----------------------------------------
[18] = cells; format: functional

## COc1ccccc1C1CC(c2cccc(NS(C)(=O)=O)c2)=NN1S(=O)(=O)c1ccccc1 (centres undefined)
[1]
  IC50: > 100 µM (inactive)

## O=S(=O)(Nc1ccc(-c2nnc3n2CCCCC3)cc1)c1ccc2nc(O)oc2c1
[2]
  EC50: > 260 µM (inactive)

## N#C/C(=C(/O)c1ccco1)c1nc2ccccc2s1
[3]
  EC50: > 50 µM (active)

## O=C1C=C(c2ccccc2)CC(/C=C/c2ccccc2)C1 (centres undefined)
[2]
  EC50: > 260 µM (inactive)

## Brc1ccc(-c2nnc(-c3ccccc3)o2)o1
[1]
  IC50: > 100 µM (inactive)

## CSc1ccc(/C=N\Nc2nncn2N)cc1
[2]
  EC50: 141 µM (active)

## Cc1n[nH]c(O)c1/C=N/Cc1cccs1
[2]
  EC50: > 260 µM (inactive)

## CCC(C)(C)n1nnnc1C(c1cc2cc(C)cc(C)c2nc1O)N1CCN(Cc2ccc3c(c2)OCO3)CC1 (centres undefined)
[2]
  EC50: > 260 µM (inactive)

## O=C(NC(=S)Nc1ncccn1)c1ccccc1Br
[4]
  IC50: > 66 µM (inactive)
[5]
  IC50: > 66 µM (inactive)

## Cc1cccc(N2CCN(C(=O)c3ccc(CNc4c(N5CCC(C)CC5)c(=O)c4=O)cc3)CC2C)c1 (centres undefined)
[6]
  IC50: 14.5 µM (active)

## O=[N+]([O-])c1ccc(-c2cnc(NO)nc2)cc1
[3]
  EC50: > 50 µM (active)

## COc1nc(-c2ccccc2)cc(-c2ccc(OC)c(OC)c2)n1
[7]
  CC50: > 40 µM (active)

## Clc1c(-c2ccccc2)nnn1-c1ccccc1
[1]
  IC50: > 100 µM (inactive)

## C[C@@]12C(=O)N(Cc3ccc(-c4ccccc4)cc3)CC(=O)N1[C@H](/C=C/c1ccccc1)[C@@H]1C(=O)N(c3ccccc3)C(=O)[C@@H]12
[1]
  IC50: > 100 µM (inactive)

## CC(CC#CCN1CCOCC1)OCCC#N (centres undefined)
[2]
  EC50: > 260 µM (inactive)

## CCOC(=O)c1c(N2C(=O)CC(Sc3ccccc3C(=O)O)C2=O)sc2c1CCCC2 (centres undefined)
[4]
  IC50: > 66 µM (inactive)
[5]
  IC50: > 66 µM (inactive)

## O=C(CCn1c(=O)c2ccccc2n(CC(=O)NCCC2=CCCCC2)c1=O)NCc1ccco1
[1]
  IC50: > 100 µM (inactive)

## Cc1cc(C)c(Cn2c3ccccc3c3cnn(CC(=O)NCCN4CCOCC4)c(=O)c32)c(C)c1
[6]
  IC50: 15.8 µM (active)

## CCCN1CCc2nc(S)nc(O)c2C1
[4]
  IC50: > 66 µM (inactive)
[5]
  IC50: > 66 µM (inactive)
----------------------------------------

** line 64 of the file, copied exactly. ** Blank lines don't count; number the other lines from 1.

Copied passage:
  IC50: > 66 µM (inactive)